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Thursday, January 9, 2014

Do Other Commission Rulings Need to be Honored?

An interesting story comes to us from Australia where Racimg and Wagering Western Australia (RWWA) has decided on extending a worldwide racing ban on Lindsey Harper and have indicated their plans to make this ban permanently.

Mr. Harper was originally hit with a 5 year ban for his alleged participation in the assault of a blacksmith on his property.  Then banned, he came to the United States to work as a groom, allegedly failing to notify the USTA of his problems back home.  As a result of his employment in the States, RWWA was assessed an additional 5 years on his penalty.  After serving his 10 year ban, he hoped to return to racing only to find out regulators decided to continue his ban.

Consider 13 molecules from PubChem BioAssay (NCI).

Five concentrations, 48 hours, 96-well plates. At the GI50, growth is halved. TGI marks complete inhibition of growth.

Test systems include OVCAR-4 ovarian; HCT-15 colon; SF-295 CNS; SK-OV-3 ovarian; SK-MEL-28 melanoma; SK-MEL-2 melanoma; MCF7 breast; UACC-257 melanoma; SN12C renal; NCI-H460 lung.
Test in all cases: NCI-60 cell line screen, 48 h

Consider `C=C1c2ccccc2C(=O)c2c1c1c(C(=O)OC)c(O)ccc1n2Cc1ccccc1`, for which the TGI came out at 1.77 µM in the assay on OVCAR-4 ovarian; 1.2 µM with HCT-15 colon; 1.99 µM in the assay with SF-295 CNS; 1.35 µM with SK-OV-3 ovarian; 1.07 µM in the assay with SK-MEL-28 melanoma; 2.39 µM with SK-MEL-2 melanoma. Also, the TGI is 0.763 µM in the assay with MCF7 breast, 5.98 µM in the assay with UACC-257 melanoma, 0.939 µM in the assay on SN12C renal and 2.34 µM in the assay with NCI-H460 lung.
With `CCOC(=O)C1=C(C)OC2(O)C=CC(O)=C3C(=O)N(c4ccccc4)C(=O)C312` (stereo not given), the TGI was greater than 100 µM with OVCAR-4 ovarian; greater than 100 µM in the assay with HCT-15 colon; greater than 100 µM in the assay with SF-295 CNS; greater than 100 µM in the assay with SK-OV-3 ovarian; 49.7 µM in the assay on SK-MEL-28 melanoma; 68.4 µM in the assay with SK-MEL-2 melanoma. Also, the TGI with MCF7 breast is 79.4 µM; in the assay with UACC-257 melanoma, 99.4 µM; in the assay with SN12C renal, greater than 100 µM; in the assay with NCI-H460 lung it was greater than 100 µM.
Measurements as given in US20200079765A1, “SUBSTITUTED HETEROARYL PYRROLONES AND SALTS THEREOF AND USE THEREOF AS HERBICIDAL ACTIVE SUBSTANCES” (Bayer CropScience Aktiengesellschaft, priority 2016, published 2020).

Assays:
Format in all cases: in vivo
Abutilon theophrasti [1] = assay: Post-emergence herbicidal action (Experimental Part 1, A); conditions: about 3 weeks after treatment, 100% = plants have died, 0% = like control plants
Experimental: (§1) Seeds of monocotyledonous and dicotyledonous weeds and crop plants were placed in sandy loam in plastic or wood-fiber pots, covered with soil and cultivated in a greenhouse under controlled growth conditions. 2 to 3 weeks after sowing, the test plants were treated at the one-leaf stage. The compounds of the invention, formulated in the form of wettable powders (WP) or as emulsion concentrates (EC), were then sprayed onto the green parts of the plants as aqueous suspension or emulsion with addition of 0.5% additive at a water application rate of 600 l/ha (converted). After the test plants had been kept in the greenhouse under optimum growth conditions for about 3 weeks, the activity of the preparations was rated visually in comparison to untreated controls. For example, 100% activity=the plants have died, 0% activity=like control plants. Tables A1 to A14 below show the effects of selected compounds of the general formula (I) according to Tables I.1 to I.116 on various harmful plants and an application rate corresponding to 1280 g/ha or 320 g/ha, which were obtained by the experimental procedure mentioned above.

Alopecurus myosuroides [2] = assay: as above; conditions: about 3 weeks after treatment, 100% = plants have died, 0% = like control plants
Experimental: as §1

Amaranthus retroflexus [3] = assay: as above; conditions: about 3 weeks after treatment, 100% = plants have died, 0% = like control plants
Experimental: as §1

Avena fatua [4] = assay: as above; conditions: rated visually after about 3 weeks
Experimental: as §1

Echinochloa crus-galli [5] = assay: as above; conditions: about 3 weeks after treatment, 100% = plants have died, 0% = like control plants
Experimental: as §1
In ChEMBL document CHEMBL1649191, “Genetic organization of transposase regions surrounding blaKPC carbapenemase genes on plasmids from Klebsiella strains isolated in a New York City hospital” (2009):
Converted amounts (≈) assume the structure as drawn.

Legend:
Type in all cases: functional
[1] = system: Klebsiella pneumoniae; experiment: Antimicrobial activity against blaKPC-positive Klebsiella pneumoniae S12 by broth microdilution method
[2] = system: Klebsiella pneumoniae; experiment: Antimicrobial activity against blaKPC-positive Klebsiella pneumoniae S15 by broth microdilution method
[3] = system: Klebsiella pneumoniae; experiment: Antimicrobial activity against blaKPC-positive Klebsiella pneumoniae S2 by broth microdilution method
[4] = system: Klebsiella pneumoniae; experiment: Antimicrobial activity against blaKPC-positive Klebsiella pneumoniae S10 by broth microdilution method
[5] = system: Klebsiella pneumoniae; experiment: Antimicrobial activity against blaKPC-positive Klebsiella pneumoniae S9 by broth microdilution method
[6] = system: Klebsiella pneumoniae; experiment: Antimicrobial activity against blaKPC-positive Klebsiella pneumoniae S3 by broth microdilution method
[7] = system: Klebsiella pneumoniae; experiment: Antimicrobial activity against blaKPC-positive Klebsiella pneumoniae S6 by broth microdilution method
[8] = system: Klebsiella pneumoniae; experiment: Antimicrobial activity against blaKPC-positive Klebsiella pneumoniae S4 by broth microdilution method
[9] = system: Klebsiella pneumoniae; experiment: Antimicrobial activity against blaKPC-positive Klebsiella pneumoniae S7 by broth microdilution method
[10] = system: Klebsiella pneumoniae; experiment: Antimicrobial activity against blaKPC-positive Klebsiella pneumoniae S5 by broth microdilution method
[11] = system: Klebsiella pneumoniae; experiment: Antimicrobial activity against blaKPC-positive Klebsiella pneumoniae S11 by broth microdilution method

Being in North America, we have no way to comment on Mr. Harper's alleged guilt or innocence.  What we have learned is the blacksmith refused to press charges for what he claims was fear of retribution but regardless, no criminal charges were brought against Harper for the supposed assault.  Nor can we comment on the reasons for extending his 10 year penalty further in what we can only assume is a lifetime ban.  For all we know, Harper may indeed be getting a raw deal.

What I will question is in this age of email, why when applying for a license in the United States couldn't someone have contacted authorities in Australia regarding Mr. Harper's status there?  Such checks should be automatic, going both ways. It also should give regulators pause when someone banned in one state is allowed to race elsewhere; if a person gets cited for a violation in a state which the new state doesn't recognize, should it honor any sanction related to it regardless?  In other words, what right does a racing commission have to ignore the decisions of another racing board?

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